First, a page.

We recently received a rare example of northwestern Pennsylvania stoneware for our upcoming October 26 auction: a bank made at the Erie stoneware shop of George Webb and probably Jay Childs. Webb and Childs’ shop was the descendant of Erie’s first stoneware pottery, which was founded in 1851 by Reuben and Charles Sibley on the Erie Extension Canal, between Second and Third Streets. The Sibleys had come from the stoneware production hotbed of Bennington, Vermont, but for some reason they quickly abandoned their new Erie venture, with stoneware potter George Webb taking it over in 1853. Webb went through various partners at this site, finally taking in a former ship’s captain, Jay Childs, in 1865. As Phil Schaltenbrand notes in his sweeping book on Pennsylvania stoneware, Big Ware Turners, “[A]las [Webb & Childs’] undertaking lasted only two years, and very little is known about it. Stamped pieces from WEBB & CHILDS are still waiting to be identified.” (Also see Schaltenbrand for a great explication of the Erie stoneware potters.)
To help us understand exactly when this bank was probably made, we must turn to its inscription: “Francis C. Taylor / Erie, Pa / Presque Isle Pottery / J. N. Baxter.” Presque Isle Pottery was a trade name used by the partnership of Webb & Childs; indeed, the only reference we have been able to find to this name is an ad for their stoneware shop (reprinted in Schaltenbrand) with the headline, “PRESQUE ISLE POTTERY, ON THE CANAL, BETWEEN SECOND & THIRD STS., ERIE, PENNA.” This ad goes on to announced that the pair “have associated themselves, under the firm and style of Webb & Childs, in the Pottery business, at the old stand … .”
George Webb’s Presque Isle Pottery closed in 1867; in 1861 he had acquired a competitor nearby who would operate for many years, but who does not appear to have ever used “Presque Isle Pottery” as a trade name. This would place the bank’s manufacture probably in the 1865-67 window, but perhaps as early as the 1850’s, if (despite what we find in the historical record) “Presque Isle Pottery” was a name used earlier by Webb.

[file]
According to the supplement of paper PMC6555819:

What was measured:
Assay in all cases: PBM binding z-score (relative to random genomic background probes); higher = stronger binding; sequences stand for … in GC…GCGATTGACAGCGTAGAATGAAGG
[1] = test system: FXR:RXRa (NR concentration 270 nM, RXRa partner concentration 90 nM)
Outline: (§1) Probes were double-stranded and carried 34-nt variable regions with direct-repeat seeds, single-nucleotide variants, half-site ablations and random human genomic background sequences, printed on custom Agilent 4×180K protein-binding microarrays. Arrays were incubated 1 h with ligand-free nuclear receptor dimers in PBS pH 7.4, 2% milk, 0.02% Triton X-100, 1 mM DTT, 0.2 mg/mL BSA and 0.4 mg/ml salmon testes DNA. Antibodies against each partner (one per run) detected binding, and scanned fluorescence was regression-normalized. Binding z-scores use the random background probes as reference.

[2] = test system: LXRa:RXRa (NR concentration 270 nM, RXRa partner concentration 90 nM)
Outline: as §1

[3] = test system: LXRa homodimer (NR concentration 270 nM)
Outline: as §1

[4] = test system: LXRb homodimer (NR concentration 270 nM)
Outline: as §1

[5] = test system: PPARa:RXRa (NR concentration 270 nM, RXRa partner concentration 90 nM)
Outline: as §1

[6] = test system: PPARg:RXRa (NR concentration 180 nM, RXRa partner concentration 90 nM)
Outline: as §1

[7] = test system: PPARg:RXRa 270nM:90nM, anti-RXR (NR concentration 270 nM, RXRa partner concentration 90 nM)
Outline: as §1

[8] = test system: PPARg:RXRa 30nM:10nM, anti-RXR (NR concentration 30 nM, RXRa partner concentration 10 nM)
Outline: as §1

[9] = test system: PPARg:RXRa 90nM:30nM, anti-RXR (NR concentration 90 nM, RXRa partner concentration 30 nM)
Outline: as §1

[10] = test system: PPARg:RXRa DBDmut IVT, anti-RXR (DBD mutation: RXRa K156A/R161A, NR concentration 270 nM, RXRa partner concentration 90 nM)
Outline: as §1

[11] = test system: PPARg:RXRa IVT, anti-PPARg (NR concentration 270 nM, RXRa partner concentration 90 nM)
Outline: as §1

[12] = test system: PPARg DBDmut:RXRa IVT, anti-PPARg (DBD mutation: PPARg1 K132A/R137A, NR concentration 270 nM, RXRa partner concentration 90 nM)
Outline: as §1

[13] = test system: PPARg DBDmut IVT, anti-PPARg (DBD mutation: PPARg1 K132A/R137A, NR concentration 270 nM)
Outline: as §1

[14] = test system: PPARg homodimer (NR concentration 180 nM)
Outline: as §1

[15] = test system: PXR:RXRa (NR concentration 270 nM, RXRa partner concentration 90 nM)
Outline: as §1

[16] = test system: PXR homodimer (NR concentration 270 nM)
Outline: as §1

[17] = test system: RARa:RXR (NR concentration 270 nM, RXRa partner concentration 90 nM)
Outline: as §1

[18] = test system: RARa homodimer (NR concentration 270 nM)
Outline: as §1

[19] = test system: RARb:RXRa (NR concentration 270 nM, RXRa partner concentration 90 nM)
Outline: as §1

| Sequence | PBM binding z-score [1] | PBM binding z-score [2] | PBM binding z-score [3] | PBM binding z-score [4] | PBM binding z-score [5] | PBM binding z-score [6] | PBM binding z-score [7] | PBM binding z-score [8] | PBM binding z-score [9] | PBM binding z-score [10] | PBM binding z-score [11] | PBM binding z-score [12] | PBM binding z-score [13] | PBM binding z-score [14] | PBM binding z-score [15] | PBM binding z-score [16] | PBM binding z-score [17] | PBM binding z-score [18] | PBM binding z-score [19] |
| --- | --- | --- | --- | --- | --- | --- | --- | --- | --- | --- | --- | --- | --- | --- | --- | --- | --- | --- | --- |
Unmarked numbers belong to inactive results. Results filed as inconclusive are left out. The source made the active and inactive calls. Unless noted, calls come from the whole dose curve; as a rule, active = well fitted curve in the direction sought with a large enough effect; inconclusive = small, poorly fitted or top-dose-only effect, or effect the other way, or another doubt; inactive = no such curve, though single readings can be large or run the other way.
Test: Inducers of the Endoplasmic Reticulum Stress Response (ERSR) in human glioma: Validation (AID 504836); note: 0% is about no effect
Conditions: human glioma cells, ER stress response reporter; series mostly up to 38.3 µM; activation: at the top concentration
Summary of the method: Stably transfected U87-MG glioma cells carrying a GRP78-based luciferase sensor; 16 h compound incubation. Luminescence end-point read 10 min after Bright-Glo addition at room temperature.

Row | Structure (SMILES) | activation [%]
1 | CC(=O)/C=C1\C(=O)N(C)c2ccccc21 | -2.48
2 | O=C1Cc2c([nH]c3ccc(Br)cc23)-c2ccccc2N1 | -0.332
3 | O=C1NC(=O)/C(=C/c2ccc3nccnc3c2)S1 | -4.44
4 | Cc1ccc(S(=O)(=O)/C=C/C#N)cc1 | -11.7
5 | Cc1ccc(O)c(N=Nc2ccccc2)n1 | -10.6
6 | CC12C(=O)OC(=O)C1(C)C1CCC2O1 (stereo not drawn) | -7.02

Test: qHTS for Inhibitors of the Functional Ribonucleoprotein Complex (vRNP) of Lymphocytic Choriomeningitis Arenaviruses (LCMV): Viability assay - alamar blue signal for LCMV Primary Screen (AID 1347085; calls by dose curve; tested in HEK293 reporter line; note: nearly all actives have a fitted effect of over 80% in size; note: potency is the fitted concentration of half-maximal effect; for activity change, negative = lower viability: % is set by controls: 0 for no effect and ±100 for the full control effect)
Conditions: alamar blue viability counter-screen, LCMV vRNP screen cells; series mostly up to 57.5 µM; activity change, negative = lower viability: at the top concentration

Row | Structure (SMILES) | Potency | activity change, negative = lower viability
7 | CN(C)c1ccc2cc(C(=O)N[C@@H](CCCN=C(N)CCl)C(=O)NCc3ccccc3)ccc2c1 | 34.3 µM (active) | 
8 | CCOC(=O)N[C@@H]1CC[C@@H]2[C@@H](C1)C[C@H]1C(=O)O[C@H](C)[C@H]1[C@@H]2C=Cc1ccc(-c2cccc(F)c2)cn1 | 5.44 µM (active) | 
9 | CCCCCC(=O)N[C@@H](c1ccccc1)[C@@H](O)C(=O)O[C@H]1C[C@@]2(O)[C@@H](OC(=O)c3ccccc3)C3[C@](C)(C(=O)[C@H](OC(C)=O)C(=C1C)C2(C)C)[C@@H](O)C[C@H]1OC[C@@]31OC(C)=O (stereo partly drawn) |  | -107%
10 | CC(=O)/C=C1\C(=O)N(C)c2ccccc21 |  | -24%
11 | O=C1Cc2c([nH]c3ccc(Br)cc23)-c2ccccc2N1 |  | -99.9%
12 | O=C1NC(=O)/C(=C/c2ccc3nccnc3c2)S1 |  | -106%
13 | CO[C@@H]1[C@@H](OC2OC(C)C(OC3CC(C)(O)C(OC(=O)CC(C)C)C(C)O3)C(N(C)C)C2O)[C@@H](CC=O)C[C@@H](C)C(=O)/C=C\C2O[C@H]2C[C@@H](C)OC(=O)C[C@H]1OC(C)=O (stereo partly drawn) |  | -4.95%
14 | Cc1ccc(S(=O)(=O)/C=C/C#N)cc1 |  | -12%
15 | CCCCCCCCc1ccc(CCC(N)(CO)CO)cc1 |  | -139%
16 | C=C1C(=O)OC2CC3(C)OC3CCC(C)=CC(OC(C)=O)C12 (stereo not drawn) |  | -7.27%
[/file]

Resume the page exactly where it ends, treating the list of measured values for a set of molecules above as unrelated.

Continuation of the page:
But turning to the names on the bank, Francis C. Taylor (a girl) was born in Erie on December 19, 1861, so the bank could not pre-date this date. J.N. Baxter appears to be Julius N. Baxter, the uncle of little Francis, she being the daughter of his sister, Charlotte. Baxter was born circa 1849 in New York, and is listed in the 1850 census living in Utica with his father, Sylvester (a fireman), mother, Jane, and some siblings. By 1860, his father had apparently died and his mother was raising the family in Kalamazoo, Michigan. It is unclear when Baxter moved to Erie, but he seems to have done so by 1870, as he married his young wife, Jennie (born around the mid 1850’s), about that year. But given the latter date of 1867 for the bank, it would seem he was at least visiting the area by that time.
You can see, though, that given that J.N. Baxter was only about 16 years of age when Webb & Childs struck up their partnership, it seems highly likely that it was indeed their Presque Isle Pottery that produced the bank.
I find inscribed stoneware objects like this perhaps the most fun to research, as they often allow us to add surprising new pieces to the American stoneware puzzle. In this case, while (as far as we know) “Stamped pieces from WEBB & CHILDS are still waiting to be identified,” we can at least say with relative certainty that this incised bank was produced under their tenure near Lake Erie.
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